If I had to crown a single film King of the 1980s, I’d pick John Carpenter’s They Live. Not only did the 1988 film come out at the height of its referential decade, it also managed to synthesize the most prevalent themes of ‘80s pop culture into a perfect whole, capturing and lampooning the zeitgeist of the era in a single stroke, while also standing as a masterpiece of genre film and a signature work by one of the decade’s most important filmmakers.
It’s an action movie made at the peak of an era when the action movie came of age. It’s a horror film made by a director who redefined the horror genre. It’s a comedy made at a time when horror and comedy collided and became one. And, singularly among the works of John Carpenter and unusual (at best) for its era, it’s a message movie with something important to say.
It’s also pretty noteworthy to mention that it managed all of this while starring a second-tier Canadian professional wrestler. Let’s not forget that.
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If, by some unfortunate coincidence, you are unfamiliar with They Live, here's a recap. A working-class guy stumbles upon an ugly secret: The ruling class of America are actually skull-faced, bug-eyed aliens hell-bent on subjugating the human race. Once he becomes aware of this ugly truth, he fights a desperate battle to expose the secret to society at large.
Now, if you like your entertainment shallow and painless, you don’t have to look further than the monster-movie trappings of the plot. That’s fine — stay asleep, sheeple! Forget the social commentary and you’ve got one endlessly quotable slice of ‘80s action-movie cheese starring a pro wrestler spouting some of the genre’s best lines of all time, directed by one of the undisputed masters of action-horror-comedy film.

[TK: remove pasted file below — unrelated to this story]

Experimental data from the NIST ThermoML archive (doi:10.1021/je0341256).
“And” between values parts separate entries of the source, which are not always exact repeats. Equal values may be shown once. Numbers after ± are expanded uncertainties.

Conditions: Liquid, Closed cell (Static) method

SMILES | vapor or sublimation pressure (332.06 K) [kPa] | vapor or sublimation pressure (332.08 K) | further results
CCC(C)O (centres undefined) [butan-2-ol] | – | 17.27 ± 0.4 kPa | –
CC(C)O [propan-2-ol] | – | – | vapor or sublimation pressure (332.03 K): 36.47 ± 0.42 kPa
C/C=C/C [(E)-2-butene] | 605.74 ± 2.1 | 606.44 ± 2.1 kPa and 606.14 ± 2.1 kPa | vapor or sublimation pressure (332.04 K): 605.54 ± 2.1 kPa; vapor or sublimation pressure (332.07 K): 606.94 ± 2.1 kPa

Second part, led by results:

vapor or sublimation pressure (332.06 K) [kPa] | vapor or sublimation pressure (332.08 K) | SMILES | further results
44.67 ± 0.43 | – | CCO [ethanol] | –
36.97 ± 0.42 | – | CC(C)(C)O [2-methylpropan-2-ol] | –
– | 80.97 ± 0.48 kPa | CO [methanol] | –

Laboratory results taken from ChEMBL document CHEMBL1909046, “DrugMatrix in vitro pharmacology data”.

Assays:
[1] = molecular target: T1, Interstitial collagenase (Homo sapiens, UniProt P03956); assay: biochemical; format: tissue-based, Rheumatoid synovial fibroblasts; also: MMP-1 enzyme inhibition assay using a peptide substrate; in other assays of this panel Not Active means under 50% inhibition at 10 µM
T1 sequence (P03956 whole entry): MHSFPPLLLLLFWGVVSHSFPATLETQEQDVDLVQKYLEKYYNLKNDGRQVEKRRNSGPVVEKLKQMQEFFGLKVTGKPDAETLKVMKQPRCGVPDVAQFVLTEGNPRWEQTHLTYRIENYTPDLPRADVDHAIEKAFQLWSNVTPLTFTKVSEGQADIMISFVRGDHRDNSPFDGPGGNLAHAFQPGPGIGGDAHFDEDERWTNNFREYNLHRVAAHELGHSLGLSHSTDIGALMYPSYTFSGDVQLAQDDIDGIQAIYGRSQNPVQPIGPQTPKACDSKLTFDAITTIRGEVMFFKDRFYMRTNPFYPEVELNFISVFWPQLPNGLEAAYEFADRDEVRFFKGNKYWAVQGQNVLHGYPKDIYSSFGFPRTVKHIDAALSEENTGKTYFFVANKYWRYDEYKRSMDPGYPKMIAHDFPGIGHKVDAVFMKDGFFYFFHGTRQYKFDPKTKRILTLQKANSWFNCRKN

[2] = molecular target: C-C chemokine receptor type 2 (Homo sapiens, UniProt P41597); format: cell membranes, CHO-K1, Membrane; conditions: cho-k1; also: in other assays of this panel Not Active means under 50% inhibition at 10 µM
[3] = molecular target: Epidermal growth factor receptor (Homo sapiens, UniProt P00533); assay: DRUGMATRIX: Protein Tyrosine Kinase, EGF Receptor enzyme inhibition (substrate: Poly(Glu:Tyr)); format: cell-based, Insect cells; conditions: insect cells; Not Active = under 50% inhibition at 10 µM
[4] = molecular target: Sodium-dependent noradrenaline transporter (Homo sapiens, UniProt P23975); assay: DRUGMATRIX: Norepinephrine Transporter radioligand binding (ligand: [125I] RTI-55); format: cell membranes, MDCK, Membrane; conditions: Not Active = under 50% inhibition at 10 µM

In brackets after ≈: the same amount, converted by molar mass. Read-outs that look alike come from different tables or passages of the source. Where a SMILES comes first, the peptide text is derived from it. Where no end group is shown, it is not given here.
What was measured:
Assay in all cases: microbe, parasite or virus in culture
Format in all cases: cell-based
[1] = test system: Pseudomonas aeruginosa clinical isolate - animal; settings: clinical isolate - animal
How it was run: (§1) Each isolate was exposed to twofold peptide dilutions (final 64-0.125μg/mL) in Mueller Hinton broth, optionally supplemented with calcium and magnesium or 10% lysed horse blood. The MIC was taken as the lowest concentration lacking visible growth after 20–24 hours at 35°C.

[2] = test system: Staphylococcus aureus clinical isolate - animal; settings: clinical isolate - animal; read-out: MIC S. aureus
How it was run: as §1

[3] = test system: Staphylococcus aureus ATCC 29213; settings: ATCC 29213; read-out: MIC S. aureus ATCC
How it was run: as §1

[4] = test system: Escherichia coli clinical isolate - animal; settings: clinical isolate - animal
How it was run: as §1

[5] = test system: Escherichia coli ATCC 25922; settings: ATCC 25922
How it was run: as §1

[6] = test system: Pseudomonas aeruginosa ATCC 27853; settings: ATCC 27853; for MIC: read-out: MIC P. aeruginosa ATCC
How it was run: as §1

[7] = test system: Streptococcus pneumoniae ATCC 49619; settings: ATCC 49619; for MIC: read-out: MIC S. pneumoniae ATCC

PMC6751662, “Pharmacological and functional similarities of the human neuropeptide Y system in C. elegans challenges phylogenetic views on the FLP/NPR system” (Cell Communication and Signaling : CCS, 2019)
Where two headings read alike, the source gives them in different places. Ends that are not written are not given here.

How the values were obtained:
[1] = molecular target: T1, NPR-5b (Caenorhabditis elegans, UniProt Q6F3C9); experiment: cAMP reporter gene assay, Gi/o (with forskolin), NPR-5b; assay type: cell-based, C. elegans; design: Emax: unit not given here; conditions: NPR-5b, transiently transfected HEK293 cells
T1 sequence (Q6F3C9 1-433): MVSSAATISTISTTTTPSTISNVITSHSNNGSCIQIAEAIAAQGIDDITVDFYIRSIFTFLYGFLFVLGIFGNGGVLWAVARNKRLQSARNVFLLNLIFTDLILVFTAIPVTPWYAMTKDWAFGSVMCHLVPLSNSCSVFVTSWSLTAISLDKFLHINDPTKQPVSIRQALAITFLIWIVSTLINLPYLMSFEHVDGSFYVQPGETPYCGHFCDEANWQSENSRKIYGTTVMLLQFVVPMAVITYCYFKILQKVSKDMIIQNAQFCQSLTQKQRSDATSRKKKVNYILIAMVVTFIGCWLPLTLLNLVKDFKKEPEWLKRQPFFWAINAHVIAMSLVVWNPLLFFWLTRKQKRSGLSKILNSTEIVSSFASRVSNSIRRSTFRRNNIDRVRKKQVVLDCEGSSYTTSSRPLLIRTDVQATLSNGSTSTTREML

If, on the other hand, you like your ‘80s monster-movie action extravaganzas with a deep current of scathing social commentary, then They Live is as good as it gets. Strip away the veneer of evil aliens exploiting a sleeping populace and you have a cogent and thoughtful commentary on the monied classes' deliberate and thorough manipulation of the poor, working and middle classes to fuel their ongoing orgy of self-indulgence. Wipe away the fun veneer of extraterrestrial invaders and you have an uncomfortable expose of the havoc wreaked by Ronald Reagan’s economic policy on everyone who didn't own a yacht. And you get it all from a director who never made another “message movie” before or after this one, in the form of a film that can just as easily be taken without the message.
You can take that however you like, but for my money, its pure genius — subversive (in getting Hollywood to pay for and promote its own skewering) and fun, while still promoting a message that’s as relevant today as it was almost thirty years ago. Michael Moore can only dream of putting his message across that effectively.
The movie's simple truths are there for the taking: The rich pull our strings. Pop culture exists mainly to sell you things you don’t want, at a price you can’t afford to pay. Go along with this, and you will be rewarded (or at least ignored); resist it and you will be destroyed by a soulless machine that cares first, last and always about its own profits and couldn’t give a single fuck about your well-being. That was America in 1988, and it sure as fuck hasn’t gotten any better in 2015. If anything, they just stopped bothering to hide it in the past ten years, and who can blame them when no one seems to care anyway?
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See it for the nostalgia, see it for the brutal social commentary, or just see it for the six-and-a-half-minute fight scene, but whatever you do, don’t miss out on They Live at Films on Tap (a drinking game and a fine movie!), 10 p.m. Friday, April 10 at the Sie FilmCenter. Tickets are $10, or $7 for Denver Film Society members. For more info and tickets, visit the Films on Tap: They Live event page.
Find me on Twitter, where I tweet about geeky stuff and waste an inordinate amount of time: @casciato.